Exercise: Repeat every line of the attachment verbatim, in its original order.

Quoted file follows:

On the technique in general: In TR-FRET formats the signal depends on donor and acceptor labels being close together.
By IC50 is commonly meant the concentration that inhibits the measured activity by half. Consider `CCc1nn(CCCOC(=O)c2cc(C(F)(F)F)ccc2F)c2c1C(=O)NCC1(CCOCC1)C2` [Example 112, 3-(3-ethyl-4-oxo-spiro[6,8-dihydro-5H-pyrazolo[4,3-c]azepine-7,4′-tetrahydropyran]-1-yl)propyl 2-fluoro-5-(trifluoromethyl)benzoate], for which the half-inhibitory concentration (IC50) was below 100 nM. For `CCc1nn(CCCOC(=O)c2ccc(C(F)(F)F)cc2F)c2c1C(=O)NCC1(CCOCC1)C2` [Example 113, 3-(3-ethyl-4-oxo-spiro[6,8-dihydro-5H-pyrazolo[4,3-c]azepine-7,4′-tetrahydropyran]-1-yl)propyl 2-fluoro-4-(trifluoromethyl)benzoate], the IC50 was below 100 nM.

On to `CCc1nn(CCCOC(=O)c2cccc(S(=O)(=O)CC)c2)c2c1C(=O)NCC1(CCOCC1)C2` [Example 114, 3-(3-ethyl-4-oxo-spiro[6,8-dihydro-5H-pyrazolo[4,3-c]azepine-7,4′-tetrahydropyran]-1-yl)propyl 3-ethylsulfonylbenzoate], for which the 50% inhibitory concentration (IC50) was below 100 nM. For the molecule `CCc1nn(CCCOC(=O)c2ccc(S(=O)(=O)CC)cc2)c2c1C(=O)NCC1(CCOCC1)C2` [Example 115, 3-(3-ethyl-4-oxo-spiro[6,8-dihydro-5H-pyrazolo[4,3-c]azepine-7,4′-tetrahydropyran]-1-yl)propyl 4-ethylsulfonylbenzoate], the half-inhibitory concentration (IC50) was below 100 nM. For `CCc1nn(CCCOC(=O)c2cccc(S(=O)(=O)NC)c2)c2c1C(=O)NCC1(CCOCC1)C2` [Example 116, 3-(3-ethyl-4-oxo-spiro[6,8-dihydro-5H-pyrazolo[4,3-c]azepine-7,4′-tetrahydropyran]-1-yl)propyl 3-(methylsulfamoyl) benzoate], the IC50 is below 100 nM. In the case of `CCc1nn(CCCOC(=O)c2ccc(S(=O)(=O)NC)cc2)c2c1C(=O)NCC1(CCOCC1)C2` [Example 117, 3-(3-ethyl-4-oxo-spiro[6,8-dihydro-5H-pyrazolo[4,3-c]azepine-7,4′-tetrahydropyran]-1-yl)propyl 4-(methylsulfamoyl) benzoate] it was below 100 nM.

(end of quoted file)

On the technique in general: In TR-FRET formats the signal depends on donor and acceptor labels being close together.
By IC50 is commonly meant the concentration that inhibits the measured activity by half. Consider `CCc1nn(CCCOC(=O)c2cc(C(F)(F)F)ccc2F)c2c1C(=O)NCC1(CCOCC1)C2` [Example 112, 3-(3-ethyl-4-oxo-spiro[6,8-dihydro-5H-pyrazolo[4,3-c]azepine-7,4′-tetrahydropyran]-1-yl)propyl 2-fluoro-5-(trifluoromethyl)benzoate], for which the half-inhibitory concentration (IC50) was below 100 nM. For `CCc1nn(CCCOC(=O)c2ccc(C(F)(F)F)cc2F)c2c1C(=O)NCC1(CCOCC1)C2` [Example 113, 3-(3-ethyl-4-oxo-spiro[6,8-dihydro-5H-pyrazolo[4,3-c]azepine-7,4′-tetrahydropyran]-1-yl)propyl 2-fluoro-4-(trifluoromethyl)benzoate], the IC50 was below 100 nM.

On to `CCc1nn(CCCOC(=O)c2cccc(S(=O)(=O)CC)c2)c2c1C(=O)NCC1(CCOCC1)C2` [Example 114, 3-(3-ethyl-4-oxo-spiro[6,8-dihydro-5H-pyrazolo[4,3-c]azepine-7,4′-tetrahydropyran]-1-yl)propyl 3-ethylsulfonylbenzoate], for which the 50% inhibitory concentration (IC50) was below 100 nM. For the molecule `CCc1nn(CCCOC(=O)c2ccc(S(=O)(=O)CC)cc2)c2c1C(=O)NCC1(CCOCC1)C2` [Example 115, 3-(3-ethyl-4-oxo-spiro[6,8-dihydro-5H-pyrazolo[4,3-c]azepine-7,4′-tetrahydropyran]-1-yl)propyl 4-ethylsulfonylbenzoate], the half-inhibitory concentration (IC50) was below 100 nM. For `CCc1nn(CCCOC(=O)c2cccc(S(=O)(=O)NC)c2)c2c1C(=O)NCC1(CCOCC1)C2` [Example 116, 3-(3-ethyl-4-oxo-spiro[6,8-dihydro-5H-pyrazolo[4,3-c]azepine-7,4′-tetrahydropyran]-1-yl)propyl 3-(methylsulfamoyl) benzoate], the IC50 is below 100 nM. In the case of `CCc1nn(CCCOC(=O)c2ccc(S(=O)(=O)NC)cc2)c2c1C(=O)NCC1(CCOCC1)C2` [Example 117, 3-(3-ethyl-4-oxo-spiro[6,8-dihydro-5H-pyrazolo[4,3-c]azepine-7,4′-tetrahydropyran]-1-yl)propyl 4-(methylsulfamoyl) benzoate] it was below 100 nM.